Patent Interference

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By Rich Stim

An “interference” is patent jargon for an administrative proceeding scheduled by the U.S. Patent and Trademark Office (USPTO) to determine who gets the patent in situations where two pending applications (or a pending application and a patent issued within one year of the pending application’s filing date) both claim the same invention.

The Board of Patent Appeals and Interferences determines the priority of inventorship according to the following analytical steps.

Step 1: Deciding who Was First?

The Board decides which inventor was the first to reduce the invention to practice. This will be the first inventor to either:

  • constructively reduce the invention to practice by filing a provisional or regular patent application (the senior party), or
  • actually reduce the invention to practice by building and testing a working model of the invention.

Step 2: Proving Inventorship

Based on evidence introduced in the interference proceeding, the Board decides whether the inventor who was second to reduce to practice can prove both that (1) he or she was first to conceive of the invention, and (2) he or she was also diligently attempting to reduce the invention to practice at the time the other inventor conceived the invention.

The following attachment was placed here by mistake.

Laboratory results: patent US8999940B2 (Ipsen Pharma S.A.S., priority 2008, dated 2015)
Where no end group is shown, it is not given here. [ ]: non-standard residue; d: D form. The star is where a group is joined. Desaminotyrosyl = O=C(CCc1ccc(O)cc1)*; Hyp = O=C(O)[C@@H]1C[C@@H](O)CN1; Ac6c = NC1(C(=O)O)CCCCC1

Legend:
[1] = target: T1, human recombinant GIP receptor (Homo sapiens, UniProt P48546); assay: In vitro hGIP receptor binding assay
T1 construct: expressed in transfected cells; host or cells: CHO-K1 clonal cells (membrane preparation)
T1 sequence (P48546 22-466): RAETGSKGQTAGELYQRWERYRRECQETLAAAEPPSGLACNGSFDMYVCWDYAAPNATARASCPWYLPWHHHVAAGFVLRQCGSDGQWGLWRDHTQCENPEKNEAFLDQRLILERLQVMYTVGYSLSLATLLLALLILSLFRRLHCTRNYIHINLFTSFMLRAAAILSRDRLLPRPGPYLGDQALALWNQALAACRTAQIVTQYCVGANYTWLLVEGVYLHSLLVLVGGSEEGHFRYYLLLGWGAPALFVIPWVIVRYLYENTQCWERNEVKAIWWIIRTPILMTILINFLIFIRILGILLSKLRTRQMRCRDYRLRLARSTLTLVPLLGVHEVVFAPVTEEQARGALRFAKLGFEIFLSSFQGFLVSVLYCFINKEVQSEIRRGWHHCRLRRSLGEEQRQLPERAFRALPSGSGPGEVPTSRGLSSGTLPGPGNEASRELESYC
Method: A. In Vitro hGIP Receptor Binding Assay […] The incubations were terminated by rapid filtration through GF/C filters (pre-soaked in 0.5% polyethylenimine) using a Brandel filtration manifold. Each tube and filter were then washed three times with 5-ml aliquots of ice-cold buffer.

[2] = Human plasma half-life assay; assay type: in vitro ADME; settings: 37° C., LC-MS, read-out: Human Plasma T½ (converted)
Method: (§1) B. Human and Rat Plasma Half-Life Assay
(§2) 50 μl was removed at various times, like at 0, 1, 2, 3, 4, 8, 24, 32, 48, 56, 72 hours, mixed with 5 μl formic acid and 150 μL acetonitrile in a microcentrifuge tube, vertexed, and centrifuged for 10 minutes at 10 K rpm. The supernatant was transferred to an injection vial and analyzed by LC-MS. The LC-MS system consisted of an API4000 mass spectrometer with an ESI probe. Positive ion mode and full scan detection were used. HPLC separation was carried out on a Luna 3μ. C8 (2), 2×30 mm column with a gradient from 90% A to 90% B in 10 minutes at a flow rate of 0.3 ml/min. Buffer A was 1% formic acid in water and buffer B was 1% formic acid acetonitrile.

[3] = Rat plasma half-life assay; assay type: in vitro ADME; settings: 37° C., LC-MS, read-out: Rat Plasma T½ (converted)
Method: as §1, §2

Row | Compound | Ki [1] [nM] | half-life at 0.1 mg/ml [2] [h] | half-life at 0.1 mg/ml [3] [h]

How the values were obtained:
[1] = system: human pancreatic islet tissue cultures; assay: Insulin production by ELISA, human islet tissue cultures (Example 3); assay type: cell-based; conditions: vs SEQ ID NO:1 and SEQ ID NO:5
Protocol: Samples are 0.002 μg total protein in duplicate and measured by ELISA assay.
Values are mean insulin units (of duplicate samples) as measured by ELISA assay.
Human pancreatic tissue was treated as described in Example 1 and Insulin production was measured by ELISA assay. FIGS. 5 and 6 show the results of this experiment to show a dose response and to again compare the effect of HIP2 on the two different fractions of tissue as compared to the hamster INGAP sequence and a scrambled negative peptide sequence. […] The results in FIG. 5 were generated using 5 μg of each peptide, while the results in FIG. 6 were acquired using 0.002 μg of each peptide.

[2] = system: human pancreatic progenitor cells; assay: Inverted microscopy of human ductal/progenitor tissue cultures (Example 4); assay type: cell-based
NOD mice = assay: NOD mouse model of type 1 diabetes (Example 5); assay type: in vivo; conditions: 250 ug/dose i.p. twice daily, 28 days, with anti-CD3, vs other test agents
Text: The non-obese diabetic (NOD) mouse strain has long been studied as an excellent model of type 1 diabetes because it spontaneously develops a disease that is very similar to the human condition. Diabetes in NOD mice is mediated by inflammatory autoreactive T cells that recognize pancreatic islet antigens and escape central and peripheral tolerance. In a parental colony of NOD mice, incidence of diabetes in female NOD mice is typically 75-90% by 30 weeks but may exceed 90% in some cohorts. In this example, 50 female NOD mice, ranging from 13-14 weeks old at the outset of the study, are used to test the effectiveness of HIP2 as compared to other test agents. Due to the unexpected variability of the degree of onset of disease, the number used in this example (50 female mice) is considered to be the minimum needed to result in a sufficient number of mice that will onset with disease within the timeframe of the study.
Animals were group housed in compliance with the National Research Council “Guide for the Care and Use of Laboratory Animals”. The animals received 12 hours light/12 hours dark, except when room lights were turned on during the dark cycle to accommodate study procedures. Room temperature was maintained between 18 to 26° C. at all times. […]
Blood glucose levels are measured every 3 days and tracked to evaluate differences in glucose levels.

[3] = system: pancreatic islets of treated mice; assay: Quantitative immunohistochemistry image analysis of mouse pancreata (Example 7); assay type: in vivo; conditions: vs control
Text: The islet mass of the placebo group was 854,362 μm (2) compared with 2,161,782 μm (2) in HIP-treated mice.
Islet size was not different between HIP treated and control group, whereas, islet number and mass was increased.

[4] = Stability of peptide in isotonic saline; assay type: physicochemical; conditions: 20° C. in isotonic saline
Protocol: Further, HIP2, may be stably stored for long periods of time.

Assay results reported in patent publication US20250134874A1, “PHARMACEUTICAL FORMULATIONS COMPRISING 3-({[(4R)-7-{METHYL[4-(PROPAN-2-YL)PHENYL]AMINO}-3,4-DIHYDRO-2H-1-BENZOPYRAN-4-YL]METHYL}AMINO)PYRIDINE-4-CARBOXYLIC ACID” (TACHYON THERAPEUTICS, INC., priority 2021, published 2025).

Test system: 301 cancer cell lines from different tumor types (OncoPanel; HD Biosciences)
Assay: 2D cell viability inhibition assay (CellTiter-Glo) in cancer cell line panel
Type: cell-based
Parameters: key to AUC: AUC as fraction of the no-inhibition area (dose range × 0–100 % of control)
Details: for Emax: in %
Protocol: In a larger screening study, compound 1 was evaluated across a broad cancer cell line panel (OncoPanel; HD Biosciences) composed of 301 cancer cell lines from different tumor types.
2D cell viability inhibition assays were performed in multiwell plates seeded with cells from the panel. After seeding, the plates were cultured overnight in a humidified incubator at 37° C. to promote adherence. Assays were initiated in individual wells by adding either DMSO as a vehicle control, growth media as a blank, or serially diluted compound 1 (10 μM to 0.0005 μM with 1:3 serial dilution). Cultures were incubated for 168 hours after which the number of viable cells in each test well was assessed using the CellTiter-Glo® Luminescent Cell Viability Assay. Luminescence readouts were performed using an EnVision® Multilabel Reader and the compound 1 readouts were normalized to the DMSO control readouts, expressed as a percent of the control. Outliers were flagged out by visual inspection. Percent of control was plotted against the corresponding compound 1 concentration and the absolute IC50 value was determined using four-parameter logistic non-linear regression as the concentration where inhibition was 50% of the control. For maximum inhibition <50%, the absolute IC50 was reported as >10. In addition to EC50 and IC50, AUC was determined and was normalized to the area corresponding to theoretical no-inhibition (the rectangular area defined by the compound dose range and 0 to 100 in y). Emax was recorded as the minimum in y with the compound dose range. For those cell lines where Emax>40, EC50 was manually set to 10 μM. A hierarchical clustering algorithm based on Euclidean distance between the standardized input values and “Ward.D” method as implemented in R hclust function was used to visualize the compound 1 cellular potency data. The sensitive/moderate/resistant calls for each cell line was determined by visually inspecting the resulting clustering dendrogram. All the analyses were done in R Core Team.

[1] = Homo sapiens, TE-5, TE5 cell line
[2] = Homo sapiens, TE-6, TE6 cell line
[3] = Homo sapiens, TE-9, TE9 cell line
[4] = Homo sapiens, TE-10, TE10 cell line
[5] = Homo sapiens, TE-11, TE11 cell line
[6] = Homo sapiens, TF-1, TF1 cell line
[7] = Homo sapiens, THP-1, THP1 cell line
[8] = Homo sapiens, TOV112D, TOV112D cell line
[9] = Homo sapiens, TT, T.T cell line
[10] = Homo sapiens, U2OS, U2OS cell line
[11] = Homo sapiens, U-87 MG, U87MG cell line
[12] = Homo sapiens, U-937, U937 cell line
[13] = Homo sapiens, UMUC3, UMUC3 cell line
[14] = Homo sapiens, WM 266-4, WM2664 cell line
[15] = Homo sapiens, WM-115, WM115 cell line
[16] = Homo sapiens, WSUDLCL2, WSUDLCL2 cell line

The inventor who can prove both prior conception and diligence in reduction to practice will be awarded the patent; otherwise, the inventor who was first to reduce the invention to practice (either actually or constructively) gets the patent.

The reasoning behind these priorities is relatively simple. The patent laws attempt to balance three goals:

  • get the inventor to file as quickly as possible so the invention can become known to the public
  • get the inventor to come up with the best possible version of the invention, and
  • reward the inventor who is first to conceive of the invention.

By initially presuming that the first inventor to reduce the invention to practice should get the patent, the patent laws serve the first two goals. But all three goals can be served by giving the patent to the first to conceive the invention if that inventor also worked diligently to reduce the invention to practice.

Because an inventor may later be called on to prove when an invention was first conceived and what steps were taken to reduce it to practice, most inventors maintain detailed records of their inventive activities in notebooks that are signed and witnessed.

The Effect of the America Invents Act

Note that among the changes implemented by the America Invents Act, enacted in September 2011, is that commencing in March 2013, the USPTO will  terminate interference process and instead permit a patent owner to bring a “derivation hearing” at the USPTO against another patent owner claiming to have the same invention and who has an earlier effective filing date. Alternatively, the owner of a patent may sue the owner of another patent that claims the same invention and has an earlier effective filing date.